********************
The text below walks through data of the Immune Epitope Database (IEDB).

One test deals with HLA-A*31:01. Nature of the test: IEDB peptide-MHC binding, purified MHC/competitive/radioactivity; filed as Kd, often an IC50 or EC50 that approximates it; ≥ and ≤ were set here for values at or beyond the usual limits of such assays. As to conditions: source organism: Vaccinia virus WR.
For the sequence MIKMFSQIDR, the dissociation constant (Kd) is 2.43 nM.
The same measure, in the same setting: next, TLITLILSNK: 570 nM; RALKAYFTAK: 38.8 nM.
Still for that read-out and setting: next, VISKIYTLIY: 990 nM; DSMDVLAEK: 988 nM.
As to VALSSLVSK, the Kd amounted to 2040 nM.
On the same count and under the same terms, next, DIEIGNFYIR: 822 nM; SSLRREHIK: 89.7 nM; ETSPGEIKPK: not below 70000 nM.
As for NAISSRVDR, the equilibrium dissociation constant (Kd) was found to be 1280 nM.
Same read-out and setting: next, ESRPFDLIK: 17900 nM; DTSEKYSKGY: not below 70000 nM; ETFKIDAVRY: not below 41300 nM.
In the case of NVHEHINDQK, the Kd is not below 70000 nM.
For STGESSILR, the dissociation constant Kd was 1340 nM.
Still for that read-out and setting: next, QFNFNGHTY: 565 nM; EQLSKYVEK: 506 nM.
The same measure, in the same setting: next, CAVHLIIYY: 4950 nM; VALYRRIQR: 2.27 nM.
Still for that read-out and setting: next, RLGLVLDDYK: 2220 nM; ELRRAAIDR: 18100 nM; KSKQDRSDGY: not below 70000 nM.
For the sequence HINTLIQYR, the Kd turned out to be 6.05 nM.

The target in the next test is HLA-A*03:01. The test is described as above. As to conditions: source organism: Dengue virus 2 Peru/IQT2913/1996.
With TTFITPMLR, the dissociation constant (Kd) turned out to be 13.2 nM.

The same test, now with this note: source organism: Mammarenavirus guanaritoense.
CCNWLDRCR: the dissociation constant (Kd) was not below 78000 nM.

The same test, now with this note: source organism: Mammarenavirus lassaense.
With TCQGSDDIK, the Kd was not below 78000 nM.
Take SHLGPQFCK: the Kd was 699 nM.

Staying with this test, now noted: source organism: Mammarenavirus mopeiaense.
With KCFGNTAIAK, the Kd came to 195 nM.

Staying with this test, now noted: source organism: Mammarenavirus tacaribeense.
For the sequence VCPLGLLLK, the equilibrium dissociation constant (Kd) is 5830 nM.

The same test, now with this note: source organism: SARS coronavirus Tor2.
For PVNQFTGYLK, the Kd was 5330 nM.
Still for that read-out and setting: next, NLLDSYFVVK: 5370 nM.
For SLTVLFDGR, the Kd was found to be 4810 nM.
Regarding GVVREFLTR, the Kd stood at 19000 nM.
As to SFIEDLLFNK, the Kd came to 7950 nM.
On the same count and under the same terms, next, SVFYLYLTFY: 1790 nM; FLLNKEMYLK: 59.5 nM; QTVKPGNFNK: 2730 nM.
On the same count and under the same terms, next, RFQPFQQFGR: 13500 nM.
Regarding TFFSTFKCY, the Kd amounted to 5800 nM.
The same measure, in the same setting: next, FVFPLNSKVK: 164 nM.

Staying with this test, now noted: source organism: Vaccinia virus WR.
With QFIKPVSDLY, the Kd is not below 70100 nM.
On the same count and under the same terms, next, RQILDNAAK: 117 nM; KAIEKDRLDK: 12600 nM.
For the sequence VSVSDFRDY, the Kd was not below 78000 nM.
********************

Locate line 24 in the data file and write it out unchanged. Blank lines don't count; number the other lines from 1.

With KCFGNTAIAK, the Kd came to 195 nM.